Posted by: chrismaser | March 9, 2010



In order to make an apple pie from scratch, you must first create the universe. Astronomer and author Carl Sagan1

Before time, the universe was naught, and, according to the Christian Bible, “the earth was without form, and void.”2 Then, according to current scientific thought, there arose a great cataclysm, the “big bang,” and so was created a supremely harmonious and logical process as a foundation for the evolution of matter, wherefrom the universe was born. So began the impartial process of evolution, a proceeds that flows from the simple to the complex, from the general to the specific, and from the strongly bound to the weakly bound.

Although I suspect many people have at least some familiarity with the concept that evolution moves from the simple toward the complex and from the general toward the specific, I doubt as many people are familiar with the notion of moving from the strongly bound toward the weakly bound. To understand the latter, envision a functional extended family. The strongest bond is between a husband and wife, then between the parents and their children. As the family grows, the bonds between the children and their various aunts and uncles and their first, second, and third cousins become progressively weaker as relationships become more distant with the increasing size of the family, not to mention the continual inclusion of marriage partners from heretofore unrelated families.

Taking this notion of the strength of a bond one step further, into a town or city, there is a definite limit to the number of people that can live together with a sense of community. This limit is brought about by the necessity of having frequent face-to-face contacts as a continuing bond of recognition. As a town, and particularly a large city, loses its unifying center, where people congregate, it commences to splinter into socially disjunct downtown areas and neighborhoods that often compete with one another for resources based on special interests.

Returning to the creation of the universe, it is necessary to examine its basic building blocks and the way they evolved into organized systems. The big bang created particles of an extremely high state of concentration that were bound together by almost unimaginably strong forces. From these original micro-units, quarks and electrons were formed. (Scientists propose the term “quark” as the fundamental unit of matter.3) Quarks combined to form protons and neutrons; protons and neutrons formed atomic nuclei that were complemented by shells of electrons.4 Atoms of various weights and complexities could, in some parts of the universe, combine into chains of molecules and, on suitable planetary surfaces, give birth to life. On Earth, for example, living organisms became ecological systems, wherein arose human communities with the remarkable features of language, consciousness, and a seemingly wide-ranging freedom of choice. Over time, these communities aggregated into societies with distinctive cultures.

In this giant process of evolution, relationships among things are in constant flux as complex systems arise from subatomic and atomic particles. In each higher level of complexity and organization, there is an increase in the size of the system and a corresponding decrease in the energies holding it together. Put differently, the forces that keep evolving systems intact, from a molecule to a human society, weaken as the size of the systems increases, yet the larger the system the more energy it requires in order to function. Such functional dynamics are characterized by their diversity as well as by the constraints of the overarching laws and subordinate principles that govern them.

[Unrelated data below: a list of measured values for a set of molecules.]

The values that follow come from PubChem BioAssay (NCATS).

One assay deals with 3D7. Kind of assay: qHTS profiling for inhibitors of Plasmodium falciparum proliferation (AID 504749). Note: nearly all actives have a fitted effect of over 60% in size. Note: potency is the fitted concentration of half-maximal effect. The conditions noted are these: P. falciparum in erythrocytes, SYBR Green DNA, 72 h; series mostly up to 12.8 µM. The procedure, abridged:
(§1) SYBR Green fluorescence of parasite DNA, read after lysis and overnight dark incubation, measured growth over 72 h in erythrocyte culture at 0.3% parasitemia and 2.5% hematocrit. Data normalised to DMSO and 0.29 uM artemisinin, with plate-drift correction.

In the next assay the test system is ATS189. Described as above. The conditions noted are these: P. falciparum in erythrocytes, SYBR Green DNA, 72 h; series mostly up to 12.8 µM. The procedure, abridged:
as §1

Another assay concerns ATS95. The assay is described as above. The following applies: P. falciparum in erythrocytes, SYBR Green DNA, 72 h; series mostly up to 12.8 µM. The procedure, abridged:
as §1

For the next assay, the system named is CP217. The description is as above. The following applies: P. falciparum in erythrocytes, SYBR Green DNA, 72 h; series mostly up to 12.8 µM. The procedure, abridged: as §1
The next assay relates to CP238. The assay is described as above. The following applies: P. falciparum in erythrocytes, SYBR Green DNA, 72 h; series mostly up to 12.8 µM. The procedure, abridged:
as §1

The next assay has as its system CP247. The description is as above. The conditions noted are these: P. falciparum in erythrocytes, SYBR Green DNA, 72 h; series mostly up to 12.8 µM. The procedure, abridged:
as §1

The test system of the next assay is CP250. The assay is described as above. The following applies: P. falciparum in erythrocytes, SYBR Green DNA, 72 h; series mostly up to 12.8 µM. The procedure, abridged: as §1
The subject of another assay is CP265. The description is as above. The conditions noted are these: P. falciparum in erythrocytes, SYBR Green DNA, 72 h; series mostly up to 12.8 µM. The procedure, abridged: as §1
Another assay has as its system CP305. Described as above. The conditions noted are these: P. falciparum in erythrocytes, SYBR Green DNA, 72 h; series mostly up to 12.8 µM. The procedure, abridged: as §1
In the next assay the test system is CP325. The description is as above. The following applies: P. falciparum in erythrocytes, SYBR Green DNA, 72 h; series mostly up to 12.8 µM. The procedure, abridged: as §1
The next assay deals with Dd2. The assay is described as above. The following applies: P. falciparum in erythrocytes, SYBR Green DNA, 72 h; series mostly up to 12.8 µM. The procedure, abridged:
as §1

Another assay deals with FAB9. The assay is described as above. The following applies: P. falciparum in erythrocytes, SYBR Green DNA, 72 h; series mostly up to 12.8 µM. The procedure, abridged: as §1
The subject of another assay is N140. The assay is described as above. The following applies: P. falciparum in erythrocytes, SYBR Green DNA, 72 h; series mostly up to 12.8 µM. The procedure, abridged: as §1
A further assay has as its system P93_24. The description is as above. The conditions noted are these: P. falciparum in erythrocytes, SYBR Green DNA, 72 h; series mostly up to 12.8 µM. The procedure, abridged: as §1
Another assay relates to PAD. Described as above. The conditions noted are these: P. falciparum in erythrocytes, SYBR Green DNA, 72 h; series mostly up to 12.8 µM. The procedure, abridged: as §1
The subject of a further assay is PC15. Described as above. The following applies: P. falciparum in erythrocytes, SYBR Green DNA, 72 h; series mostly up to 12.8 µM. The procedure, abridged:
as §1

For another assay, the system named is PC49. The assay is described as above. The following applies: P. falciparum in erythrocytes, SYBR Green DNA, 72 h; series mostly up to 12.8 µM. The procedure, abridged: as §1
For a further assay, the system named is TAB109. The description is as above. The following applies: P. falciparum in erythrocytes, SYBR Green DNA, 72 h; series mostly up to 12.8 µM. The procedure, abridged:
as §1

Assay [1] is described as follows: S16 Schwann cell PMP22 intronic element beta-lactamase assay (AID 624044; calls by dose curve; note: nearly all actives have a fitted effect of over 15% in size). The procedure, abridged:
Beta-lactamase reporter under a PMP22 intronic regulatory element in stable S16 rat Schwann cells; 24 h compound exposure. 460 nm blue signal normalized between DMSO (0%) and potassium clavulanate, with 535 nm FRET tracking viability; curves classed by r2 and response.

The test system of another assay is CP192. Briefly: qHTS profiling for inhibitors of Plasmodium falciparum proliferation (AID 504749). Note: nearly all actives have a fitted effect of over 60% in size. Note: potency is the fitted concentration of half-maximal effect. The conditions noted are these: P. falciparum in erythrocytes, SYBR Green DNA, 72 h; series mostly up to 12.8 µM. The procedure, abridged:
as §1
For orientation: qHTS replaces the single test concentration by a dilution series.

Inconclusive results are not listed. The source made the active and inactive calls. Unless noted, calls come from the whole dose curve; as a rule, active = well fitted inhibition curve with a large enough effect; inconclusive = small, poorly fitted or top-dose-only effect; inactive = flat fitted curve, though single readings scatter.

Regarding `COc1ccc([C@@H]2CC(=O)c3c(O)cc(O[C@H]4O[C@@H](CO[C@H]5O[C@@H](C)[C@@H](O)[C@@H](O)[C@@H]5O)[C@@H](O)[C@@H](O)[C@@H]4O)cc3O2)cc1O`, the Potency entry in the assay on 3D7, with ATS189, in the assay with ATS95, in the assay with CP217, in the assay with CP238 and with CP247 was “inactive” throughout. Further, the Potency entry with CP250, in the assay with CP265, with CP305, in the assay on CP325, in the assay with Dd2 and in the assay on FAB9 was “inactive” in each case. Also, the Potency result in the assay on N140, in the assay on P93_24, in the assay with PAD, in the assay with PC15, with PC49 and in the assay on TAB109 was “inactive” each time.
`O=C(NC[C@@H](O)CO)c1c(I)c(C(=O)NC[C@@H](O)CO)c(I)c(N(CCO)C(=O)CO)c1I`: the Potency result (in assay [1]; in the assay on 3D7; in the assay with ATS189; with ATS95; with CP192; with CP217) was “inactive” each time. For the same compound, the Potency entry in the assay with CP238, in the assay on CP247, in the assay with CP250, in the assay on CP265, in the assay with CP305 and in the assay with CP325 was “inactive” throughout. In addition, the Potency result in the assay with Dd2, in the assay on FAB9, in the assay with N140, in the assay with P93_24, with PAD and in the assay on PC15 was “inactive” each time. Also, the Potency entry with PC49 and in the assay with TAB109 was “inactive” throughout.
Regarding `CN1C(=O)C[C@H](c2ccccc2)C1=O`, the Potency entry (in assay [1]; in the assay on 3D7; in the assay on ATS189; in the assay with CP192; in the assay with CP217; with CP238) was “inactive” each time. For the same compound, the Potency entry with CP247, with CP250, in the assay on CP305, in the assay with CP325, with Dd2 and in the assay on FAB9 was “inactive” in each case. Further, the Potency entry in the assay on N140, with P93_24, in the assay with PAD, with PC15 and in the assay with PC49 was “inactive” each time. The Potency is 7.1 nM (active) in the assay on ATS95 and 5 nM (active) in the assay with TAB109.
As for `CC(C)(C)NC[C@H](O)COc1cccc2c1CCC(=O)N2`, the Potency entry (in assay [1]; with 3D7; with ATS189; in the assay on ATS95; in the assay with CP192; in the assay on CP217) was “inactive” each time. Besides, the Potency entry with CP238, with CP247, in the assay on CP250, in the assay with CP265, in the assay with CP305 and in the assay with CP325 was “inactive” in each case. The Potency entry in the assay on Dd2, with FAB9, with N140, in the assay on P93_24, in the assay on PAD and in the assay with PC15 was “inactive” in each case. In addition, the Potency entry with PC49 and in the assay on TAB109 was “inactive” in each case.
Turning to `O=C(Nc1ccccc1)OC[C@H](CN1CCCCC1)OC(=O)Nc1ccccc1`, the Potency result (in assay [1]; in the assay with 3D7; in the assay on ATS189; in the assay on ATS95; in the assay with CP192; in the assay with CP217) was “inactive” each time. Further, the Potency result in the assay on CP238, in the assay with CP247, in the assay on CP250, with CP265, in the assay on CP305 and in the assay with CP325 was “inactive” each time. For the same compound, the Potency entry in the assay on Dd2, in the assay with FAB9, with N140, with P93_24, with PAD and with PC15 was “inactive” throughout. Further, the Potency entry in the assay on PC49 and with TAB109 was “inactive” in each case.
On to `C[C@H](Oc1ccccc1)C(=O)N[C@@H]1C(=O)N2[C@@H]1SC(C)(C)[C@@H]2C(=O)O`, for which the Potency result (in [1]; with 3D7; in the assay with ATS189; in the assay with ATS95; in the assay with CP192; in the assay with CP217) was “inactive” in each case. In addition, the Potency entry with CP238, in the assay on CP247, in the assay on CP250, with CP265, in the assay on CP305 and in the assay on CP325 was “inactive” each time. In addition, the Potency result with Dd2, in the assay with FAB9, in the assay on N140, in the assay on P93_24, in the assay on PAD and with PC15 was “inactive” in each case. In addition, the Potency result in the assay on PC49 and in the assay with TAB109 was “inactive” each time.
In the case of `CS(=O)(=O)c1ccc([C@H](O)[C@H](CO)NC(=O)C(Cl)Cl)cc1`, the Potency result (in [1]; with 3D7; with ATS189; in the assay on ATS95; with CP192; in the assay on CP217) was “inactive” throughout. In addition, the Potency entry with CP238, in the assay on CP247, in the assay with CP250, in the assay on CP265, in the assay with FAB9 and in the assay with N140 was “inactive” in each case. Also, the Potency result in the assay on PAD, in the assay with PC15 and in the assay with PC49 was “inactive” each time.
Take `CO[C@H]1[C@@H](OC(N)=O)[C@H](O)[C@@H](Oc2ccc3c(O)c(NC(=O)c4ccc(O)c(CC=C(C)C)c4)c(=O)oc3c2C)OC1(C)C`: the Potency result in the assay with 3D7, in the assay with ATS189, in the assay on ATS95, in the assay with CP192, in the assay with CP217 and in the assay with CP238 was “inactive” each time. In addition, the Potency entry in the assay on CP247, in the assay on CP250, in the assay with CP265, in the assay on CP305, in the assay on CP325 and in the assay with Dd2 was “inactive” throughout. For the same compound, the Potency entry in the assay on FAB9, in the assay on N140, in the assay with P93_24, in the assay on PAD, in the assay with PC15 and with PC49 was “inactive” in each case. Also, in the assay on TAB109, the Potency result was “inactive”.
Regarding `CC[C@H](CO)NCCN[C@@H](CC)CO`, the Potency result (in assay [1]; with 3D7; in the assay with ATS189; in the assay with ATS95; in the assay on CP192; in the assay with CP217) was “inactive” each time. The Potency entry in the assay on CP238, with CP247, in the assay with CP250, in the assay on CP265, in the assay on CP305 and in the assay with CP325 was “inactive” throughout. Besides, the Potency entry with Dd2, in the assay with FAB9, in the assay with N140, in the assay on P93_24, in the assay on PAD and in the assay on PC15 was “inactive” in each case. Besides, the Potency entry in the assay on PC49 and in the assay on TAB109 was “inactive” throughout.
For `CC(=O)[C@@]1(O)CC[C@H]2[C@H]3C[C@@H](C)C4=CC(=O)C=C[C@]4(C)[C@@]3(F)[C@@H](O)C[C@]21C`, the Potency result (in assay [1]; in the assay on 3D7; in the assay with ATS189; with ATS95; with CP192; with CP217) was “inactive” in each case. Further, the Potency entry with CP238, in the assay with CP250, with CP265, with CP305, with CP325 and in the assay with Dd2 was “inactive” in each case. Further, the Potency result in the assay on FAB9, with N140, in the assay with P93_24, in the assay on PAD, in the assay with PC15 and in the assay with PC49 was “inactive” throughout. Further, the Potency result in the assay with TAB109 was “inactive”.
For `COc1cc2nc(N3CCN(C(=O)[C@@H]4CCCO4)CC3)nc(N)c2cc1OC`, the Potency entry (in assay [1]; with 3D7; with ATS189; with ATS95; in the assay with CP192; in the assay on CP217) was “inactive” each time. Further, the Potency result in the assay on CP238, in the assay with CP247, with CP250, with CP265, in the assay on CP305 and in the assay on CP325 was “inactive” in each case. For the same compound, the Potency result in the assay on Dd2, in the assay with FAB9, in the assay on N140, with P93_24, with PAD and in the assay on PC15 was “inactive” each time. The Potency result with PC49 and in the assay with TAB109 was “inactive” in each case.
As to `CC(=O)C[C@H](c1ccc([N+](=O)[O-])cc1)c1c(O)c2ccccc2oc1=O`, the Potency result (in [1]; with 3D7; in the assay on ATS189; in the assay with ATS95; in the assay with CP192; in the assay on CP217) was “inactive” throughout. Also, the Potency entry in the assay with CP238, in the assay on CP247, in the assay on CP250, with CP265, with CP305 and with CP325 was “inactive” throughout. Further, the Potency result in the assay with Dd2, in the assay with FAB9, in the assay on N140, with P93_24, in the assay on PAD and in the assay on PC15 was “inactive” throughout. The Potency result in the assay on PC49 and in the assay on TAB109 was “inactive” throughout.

I say these principles govern the world and our place in it because they form the behavioral constraints without which nothing could function in an orderly manner—especially social-environmental planning. In this sense, the Law of Cosmic Unification—the supreme law—is analogous to the Constitution of the United States, a central covenant that informs the subservient courts of each state about the acceptability of its governing laws. In turn, the Commons Usufruct Law represents the state’s constitution, which instructs the citizens of what acceptable behavior is within the state. In this way, Nature’s rules of engagement inform society of the latitude whereby it can interpret the biophysical principles and survive in a sustainable manner.


The Law of Cosmic Unification is functionally derived from the synergistic effect of three universal laws: the first law of thermodynamics, the second law of thermodynamics, and the law of maximum entropy production.

The first law of thermodynamics states that the total amount of energy in the universe is constant, although it can be transformed from one form to another. Therefore, the amount of energy remains entirely the same, even it if you could go forward or backward in time. For this reason, the contemporary notion of either “energy production” or “energy consumption” is a non sequitur. The second law of thermodynamics states that the amount of energy in forms available to do useful work can only diminish over time. The loss of available energy to perform certain tasks thus represents a diminishing capacity to maintain order at a certain level of manifestation (say a tree), and so increases disorder or entropy. This “disorder” ultimately represents the continuum of change and novelty—the manifestation of a different, simpler configuration of order, such as the remaining ashes from the tree when is burned. In turn, the law of maximum entropy production says that a system will select the path or assemblage of paths out of available paths that minimizes the potential or maximizes the entropy at the fastest rate given the existing constraints.5